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Global rainfall erosivity change projections (2070 RCP 8.5)

The erosive force of rainfall (rainfall erosivity) is a major driver of soil, nutrient losses worldwide and an important input for soil erosion assessments models. This map shows the geographical distribution of erosivity changes for RCP8.5 for the period 2050–2070.

Panagos, P., Borrelli, P., Matthews, F., Liakos, L., Bezak, N., Diodato, N. and Ballabio, C., 2022. Global rainfall erosivity projections for 2050 and 2070. Journal of Hydrology, 10.1016/j.jhydrol.2022.127865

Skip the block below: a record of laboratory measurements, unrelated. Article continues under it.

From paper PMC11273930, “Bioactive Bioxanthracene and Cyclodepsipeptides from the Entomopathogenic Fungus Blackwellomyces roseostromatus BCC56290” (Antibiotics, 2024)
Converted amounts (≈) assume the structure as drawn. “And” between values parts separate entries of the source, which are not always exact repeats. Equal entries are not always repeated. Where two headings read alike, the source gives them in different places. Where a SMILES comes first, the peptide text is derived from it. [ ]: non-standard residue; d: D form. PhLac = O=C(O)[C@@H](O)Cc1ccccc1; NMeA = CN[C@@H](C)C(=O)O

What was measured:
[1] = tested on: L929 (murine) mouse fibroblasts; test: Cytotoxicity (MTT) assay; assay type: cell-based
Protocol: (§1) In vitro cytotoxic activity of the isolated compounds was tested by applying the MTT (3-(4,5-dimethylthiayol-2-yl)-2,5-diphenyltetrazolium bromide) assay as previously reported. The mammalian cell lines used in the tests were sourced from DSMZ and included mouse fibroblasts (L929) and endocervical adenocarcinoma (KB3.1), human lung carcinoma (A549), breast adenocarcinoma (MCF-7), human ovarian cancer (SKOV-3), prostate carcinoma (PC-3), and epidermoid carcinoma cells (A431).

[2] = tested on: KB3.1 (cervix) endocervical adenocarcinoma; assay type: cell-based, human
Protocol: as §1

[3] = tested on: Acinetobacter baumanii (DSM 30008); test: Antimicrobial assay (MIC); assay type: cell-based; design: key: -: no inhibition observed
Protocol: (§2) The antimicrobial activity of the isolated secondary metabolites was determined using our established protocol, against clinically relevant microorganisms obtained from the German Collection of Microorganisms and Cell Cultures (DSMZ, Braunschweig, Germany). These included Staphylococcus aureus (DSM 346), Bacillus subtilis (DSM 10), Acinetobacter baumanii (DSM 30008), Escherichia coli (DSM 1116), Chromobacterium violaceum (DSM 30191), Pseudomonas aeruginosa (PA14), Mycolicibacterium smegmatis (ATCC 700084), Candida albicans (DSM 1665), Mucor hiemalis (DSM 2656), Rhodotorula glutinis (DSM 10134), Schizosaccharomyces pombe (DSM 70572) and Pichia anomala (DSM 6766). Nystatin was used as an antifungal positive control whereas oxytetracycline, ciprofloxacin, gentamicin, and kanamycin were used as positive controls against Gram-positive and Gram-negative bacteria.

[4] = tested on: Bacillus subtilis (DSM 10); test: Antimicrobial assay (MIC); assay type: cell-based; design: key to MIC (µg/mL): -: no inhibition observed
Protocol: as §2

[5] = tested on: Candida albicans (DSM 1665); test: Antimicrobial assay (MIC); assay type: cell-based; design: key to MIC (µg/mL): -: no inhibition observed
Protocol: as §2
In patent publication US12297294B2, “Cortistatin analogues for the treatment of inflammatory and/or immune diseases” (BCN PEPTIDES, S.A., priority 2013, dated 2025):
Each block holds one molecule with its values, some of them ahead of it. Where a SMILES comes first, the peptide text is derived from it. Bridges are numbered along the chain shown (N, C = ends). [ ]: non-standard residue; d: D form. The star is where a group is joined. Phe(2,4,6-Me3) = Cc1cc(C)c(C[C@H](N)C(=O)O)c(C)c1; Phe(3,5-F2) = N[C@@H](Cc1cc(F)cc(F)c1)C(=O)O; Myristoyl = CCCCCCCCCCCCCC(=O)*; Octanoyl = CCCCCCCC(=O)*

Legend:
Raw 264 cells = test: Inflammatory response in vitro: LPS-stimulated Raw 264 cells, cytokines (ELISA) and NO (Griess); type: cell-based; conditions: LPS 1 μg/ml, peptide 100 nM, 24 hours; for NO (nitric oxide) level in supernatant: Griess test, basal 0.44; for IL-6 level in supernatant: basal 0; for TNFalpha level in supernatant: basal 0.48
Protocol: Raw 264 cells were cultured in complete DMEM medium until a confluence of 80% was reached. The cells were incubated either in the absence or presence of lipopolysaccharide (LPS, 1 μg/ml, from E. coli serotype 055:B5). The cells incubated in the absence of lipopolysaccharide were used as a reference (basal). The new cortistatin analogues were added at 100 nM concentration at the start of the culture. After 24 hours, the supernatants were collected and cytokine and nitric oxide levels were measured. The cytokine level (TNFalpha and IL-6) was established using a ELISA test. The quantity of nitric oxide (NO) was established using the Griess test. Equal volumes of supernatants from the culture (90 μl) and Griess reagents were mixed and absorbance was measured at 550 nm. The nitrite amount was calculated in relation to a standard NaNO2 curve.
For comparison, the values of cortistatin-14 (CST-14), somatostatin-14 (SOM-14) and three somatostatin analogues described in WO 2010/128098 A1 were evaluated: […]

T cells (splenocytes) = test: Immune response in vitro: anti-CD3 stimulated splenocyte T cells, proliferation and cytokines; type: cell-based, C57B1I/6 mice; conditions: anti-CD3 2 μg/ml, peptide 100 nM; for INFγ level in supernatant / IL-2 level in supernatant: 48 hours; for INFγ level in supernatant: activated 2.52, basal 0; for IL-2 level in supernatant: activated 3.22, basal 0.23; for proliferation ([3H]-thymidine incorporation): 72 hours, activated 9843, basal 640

The global rainfall erosivity projections do not challenge any local or regional studies which have been developed with higher gauge station density and using higher temporal resolution rainfall fata. The number of stations with measured erosivity is rather limited, allowing us only to predict and interpret trends in the future global dynamics of rainfall erosivity rather than deterministically predict exact changes in magnitude. In addition, the confidence given to the spatial patterns of projected rainfall erosivity in this study should be interpreted based on the underlying rain gauge density in the GLoREDa database. It remains difficult to find and collate high temporal resolution (e.g. sub-hourly) rainfall data at a global scale. With 3,625 stations in 63 countries, GloREDa represents the current best effort at compiling the high temporal resolution gauge data necessary for rainfall erosivity calculations. The Global Rainfall Erosivity Database (GloREDa) will become available with the stations values, allowing the further inclusion of data from areas in which we lack baseline information to model future relationships (e.g. Africa). Additionally, using GloREDa as a data tool, future work can help to overcome some of the problems related to spatial and temporal scale when using coarse gridded observations to predict rainfall erosivity which involves fine spatiotemporal characteristics. The use of alternative methods to estimate erosivity such as the Climate Prediction Center MORPHing technique (CMORPH) proved to smoothen areas with high erosivity (Kim et al., 2020), showing that the better accountancy of extremes in continental to global scale modelling remains an important frontier to properly capture to the soil erosion risk associated with rainfall erosivity (Bezak et al., 2022). The Coupled Model Intercomparison Projection (CMIP) has now released the data for the phase 6 while here we have used the data in the phase 5 (CMIP5). Since downscaling is a vital pre-requisite for a study of this kind, we only considered downscaled simulations. Due to the lack of a publicly available CMIP6 dataset with downscaled projections at this time, here we have used the data from the downscaled phase 5 (CMIP5) assessment. An additional limitation comes from the use of WorldClim as input data since the unequal time intervals (2010, 2050 and 2070) doesn’t give an optimal overview of the impact of evolution in the climatic state on rainfall erosivity. In addition, the available (bio)climatic layers represent time slices of 20 years for the 2050 (2041–2060) and 2070 (2061–2080) climatic periods compared to 30 years for the historical baseline period. In climate change studies (Hirabayashi et al., 2013), the 30-year time-slice is most commonly used to represent the average climatic state. However, WorldClim is the only available dataset with historical and future climatic projections that give harmonised covariate inputs matching the methodological approach of this study at a global scale. In case there are no future open-source data releases overcoming these outlined limitations, future global-scale studies may seek to implement their own GCM downscaling regimes to capture the climatic variability at suitable scales for erosion studies. For regional and local assessments, Regional Climate Models (RCMs) provide detailed estimates of meteorological parameters and fill the gap of coarse resolution GCM data (Tapiador et al., 2020).

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